Looking at the lighting in the film is not something I often do on a first watch through. But with characters bobbing and weaving in and around St. James, the rigs used to light them are often in frame. However, these are not the ugly light kits you'd usually see on Hollywood sets. Instead, Iñárritu and his team got creative, planting bare light bulbs, lacing rails with blue LED lights, and placing ceilings with convenient florescent panels. The characters in Birdman are always thoughtfully lit, no matter where they wander. And while you might notice these bare bulbs, I suspect they are meant to draw our attention. Consider these the brushworks on Iñárritu's portrait of the joys and travesties of show biz.
There's a splendid lunacy to Birdman. It radiates with emotion and energy, spinning through its continuous editing style with an elegance and ego that is intoxicating. A jazzy drum score threads throughout, sometimes diegetic, sometimes not, always impactful. Its uneven rhythms fill you with a sense of excitement and anxiety, perfect for this playhouse fast approaching its make-it-or-break-it debut. And while Iñárritu will surely be a contender for Best Director honors, his cast deserves heaps of praise for being able to pull off such an unconventional and complicated endeavor.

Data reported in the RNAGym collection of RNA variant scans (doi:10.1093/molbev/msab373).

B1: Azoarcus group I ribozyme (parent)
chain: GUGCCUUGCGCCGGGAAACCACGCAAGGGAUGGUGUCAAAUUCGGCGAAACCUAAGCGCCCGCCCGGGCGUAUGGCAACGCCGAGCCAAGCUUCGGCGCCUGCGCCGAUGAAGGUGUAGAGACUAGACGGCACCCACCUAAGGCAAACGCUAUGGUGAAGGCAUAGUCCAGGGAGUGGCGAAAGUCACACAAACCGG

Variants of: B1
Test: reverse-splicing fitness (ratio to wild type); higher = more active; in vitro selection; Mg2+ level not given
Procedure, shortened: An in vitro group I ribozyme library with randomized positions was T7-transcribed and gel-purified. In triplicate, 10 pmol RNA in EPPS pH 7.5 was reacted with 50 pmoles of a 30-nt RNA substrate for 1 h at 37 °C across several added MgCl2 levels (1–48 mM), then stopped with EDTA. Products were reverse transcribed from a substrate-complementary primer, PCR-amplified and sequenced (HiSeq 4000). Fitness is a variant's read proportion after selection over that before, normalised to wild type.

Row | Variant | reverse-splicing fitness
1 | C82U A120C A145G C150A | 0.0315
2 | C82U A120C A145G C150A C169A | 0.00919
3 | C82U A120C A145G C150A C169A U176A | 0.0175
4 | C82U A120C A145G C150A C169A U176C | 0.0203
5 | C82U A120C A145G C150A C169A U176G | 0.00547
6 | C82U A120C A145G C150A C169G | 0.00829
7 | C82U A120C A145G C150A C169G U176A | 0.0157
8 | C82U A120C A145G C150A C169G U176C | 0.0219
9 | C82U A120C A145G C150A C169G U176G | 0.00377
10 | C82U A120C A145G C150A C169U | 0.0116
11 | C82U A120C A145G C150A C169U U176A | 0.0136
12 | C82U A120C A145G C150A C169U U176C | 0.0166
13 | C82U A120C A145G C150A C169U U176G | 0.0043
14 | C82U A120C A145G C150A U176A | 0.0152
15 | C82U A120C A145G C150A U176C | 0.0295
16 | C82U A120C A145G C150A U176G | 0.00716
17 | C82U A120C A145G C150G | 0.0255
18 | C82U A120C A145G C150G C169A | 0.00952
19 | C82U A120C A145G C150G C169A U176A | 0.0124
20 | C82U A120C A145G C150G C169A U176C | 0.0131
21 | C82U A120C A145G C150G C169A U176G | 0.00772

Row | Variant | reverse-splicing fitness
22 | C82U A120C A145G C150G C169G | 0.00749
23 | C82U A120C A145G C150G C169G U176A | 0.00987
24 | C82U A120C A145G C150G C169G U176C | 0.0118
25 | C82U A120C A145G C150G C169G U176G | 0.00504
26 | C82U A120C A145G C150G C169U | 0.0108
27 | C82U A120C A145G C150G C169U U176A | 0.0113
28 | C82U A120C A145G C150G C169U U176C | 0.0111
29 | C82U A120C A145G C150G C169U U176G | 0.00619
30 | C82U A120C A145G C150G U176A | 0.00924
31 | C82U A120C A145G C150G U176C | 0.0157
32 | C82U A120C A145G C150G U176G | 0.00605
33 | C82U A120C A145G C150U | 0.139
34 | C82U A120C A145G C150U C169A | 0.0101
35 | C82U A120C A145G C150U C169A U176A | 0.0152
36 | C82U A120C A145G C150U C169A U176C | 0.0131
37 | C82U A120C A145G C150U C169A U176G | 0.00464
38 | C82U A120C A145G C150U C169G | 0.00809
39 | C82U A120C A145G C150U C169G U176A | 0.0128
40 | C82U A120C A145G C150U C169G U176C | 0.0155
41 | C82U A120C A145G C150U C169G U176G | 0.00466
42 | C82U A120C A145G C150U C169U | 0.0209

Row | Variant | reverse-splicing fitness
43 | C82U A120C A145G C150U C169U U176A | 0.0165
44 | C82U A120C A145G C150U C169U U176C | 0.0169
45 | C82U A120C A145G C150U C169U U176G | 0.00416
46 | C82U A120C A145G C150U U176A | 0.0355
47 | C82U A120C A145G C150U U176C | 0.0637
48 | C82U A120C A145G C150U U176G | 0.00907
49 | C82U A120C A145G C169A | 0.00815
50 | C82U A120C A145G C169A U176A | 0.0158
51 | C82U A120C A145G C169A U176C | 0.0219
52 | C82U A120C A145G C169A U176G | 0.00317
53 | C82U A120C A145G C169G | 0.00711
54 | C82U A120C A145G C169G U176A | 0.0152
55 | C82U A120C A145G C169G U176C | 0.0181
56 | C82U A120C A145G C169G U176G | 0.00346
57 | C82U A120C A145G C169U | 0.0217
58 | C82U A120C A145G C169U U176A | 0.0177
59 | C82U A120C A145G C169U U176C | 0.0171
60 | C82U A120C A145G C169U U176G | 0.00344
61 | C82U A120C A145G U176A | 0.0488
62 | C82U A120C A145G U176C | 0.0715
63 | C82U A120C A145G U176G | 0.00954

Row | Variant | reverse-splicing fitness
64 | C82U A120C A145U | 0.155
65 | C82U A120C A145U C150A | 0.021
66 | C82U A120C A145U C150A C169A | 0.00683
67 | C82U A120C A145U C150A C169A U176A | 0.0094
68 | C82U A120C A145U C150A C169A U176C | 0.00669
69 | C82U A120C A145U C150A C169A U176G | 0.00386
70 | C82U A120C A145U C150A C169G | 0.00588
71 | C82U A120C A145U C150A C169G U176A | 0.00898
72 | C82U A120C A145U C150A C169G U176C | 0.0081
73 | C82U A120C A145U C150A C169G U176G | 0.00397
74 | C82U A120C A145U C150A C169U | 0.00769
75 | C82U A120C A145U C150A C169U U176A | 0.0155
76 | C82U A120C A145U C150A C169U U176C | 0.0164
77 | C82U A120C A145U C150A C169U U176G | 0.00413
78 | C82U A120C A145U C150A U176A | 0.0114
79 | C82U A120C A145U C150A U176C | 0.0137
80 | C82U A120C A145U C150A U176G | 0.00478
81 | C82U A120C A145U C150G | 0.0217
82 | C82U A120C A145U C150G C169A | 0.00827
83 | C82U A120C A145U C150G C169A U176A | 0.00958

Placed well outside the schlubby niche he's become known for, Zach Galifianakis is sharp and still quite funny as the relentlessly protective lawyer. Naomi Watts and Ed Norton share an explosive chemistry as warring co-stars/lovers, yet Norton is at his best when his egomaniac condescends to Riggan with slick and reckless lectures. But for all its showbiz snarking and outrageous gags, Birdman contains at its core a tender and eccentric father-daughter story that Emma Stone and Michael Keaton make unforgettable.
Stone is allowed to shed her nice girl shtick and smiles to dig into a bitter twenty-something who is in recovery and blames her too-absent celebrity dad for all her troubles. It's a role that could play as little more than cliché, but Stone brings enough street smarts and fragility to the part that her Sam is distinctive, challenging, and mesmerizing. But it is Keaton who owns this movie.
I struggle to begin describing Keaton's performance in Birdman. So much is demanded in this role. He's playing a character who is selfish, wrathful, and a bit stupid. Yet it's key that the audience like him enough to want to invest in his journey. Keaton allows himself to be shown haggard--or as Riggan calls it "like a turkey with leukemia." But even underneath mottled skin, wrinkles, thinning hair, and too tight tighty whities, Keaton's natural charisma makes Riggan's a charmer. More than that though, Keaton must guide us through a movie that veers from dark comedy to drama to fantasy as it follows him through the streets of Times Square and beyond. Whether wrestling with Norton (and his dignity) in a battle of egos gone physical, or reconnecting with his wounded daughter, or embracing Riggan's alter ego in a gonzo action sequence, Keaton is always credible and captivating. This will no doubt this will go down as one of the greatest performances of his career.
In the end, Birdman is many things. It's an ambitious and beautifully executed experiment. It's a technical wonder that will be examined for decades to come. It's a showbiz comedy with bite. It's an earnest and moving entry in the all too underserved genre of father-daughter drama. It's a reminder how goddamn gripping Keaton is as an actor. But above else, please know this: It's a hell of a good time.
Staff writer at CinemaBlend.